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The Maharashtra government has recently announced that they will issue one lakh fresh permits for auto-rickshaws in Mumbai Metropolitan Region, and increase the number of three-wheelers by 25 per cent in cities like Pune, Aurangabad, Solapur, Nagpur and Nashik.
Fresh permits for auto-rickshaws and taxis have not issued since 1997 due to rise in pollution levels. A look at the Respirable Suspended Particulate Matter (RSPM), one of the indexes used to monitor pollution levels, in some of the cities is not within the permissible limits set by the Central Pollution Control Board.
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The air quality monitoring station in Navi Mumbai has recorded an average RSPM of 104.10 µg/m3 between October 2006 and December 2013. The pollution levels are slightly above the permissible limit of 100 µg/m3. At the same time in Pune, according to the Maharasthra pollution control board, the particulate matter is pegged at an average of 119.32 µg/m3 between 2005 and 2015 in residential areas.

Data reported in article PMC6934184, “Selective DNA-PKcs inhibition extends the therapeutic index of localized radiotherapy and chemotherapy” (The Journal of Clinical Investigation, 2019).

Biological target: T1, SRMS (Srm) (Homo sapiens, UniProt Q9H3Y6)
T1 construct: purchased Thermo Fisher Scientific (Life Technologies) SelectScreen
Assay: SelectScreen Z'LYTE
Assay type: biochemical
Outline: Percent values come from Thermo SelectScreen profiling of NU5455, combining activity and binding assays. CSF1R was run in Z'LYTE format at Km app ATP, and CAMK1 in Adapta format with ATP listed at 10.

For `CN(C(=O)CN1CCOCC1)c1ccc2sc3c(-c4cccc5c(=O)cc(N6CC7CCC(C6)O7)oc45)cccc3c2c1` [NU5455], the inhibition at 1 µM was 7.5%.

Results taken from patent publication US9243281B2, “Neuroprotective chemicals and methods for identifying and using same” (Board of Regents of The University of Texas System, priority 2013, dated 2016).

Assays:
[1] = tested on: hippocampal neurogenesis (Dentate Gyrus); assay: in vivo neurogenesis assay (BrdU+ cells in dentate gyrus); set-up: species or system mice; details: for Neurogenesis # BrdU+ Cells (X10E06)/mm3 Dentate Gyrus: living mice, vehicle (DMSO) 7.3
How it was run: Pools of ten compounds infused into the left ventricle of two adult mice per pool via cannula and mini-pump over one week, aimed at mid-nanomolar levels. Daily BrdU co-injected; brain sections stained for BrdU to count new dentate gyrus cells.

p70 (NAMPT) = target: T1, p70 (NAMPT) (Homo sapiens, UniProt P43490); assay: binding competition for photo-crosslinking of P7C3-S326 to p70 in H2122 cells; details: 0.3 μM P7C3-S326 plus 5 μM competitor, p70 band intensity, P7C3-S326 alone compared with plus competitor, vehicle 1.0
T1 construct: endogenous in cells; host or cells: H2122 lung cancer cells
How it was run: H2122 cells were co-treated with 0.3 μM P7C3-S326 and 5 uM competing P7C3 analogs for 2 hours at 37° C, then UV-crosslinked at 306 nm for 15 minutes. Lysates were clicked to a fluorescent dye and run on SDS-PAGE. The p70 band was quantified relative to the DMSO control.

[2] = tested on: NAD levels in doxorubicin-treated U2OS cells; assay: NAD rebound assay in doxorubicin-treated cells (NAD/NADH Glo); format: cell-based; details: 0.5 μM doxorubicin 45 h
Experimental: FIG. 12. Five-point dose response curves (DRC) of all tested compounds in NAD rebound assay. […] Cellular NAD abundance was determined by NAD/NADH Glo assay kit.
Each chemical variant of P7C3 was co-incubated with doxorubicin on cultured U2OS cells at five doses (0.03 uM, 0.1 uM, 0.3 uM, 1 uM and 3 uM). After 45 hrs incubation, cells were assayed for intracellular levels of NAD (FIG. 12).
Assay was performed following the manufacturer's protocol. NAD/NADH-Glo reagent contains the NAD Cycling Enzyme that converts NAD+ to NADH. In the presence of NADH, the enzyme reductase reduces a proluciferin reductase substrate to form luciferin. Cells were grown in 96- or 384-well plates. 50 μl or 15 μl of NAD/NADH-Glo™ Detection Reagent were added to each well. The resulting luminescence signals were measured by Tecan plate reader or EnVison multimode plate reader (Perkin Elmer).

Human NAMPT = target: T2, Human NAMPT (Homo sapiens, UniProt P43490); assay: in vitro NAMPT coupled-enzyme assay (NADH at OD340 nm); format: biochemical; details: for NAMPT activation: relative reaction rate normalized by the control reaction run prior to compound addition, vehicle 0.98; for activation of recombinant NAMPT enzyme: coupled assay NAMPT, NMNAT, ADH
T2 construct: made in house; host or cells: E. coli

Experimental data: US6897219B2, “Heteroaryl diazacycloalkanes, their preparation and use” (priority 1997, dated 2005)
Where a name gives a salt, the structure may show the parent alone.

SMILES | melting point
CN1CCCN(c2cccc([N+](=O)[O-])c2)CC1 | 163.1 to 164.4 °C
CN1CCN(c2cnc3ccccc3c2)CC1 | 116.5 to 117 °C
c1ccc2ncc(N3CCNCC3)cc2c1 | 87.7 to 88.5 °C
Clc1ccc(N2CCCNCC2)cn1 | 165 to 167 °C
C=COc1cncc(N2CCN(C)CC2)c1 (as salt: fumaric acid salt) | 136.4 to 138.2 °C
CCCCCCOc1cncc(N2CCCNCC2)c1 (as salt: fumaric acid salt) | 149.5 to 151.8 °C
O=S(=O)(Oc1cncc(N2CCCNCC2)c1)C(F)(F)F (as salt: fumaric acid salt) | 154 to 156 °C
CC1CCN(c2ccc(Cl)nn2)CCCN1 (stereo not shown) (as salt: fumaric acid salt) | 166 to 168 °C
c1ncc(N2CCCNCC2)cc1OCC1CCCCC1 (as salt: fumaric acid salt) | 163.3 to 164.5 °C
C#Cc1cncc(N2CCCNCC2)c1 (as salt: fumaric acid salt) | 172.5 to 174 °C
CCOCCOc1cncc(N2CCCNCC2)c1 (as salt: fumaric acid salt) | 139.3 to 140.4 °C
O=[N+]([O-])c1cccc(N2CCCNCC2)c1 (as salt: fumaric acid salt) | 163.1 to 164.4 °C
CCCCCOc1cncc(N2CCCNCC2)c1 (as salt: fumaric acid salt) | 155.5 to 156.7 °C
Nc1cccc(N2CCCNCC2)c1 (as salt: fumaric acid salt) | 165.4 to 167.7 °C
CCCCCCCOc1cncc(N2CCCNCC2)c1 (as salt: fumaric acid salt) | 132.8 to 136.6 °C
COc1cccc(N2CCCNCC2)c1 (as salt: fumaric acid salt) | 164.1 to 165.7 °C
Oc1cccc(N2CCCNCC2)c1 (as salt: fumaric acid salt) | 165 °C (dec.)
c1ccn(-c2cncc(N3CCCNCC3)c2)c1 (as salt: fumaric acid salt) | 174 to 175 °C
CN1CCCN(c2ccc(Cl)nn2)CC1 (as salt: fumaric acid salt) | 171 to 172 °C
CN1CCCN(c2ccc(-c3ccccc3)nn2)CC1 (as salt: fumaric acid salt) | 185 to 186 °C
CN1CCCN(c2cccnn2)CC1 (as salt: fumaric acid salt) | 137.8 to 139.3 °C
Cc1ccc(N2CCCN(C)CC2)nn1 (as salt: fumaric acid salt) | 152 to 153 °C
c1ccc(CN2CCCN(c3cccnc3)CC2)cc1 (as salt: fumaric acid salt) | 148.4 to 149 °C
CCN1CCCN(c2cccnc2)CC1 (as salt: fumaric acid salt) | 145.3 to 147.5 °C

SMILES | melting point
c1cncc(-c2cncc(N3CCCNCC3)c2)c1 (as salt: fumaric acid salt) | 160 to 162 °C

The rest of the cities that are part of the Maharastra Transport Ministry’s plan fall within the permissible limits of RSPM, but show a very high concentration of Suspended Particulate Matter (SPM).
The SPM levels in Aurangabad and Nasik are currently soaring at an average of 214.51 and 229.21 µg/m3 respectively as against the prescribed permissible limit of 140 µg/m3.
The current number of auto-rickshaws in Pune stand at 43,599, and an increase of 25 per cent would mean an addition of almost 11,000 three-wheelers to the city roads. Transport Minister Diwakar Raote said that the government has decided to increase the numbers keeping in mind the population growth. As the data above shows, pollution levels seem to have been ignored by the administration before taking the decision.
Permits to the new autos will be issued through a lottery system and only to Marathi-speaking drivers. The transport minister has also promised to come out with a similar policy on taxis very soon.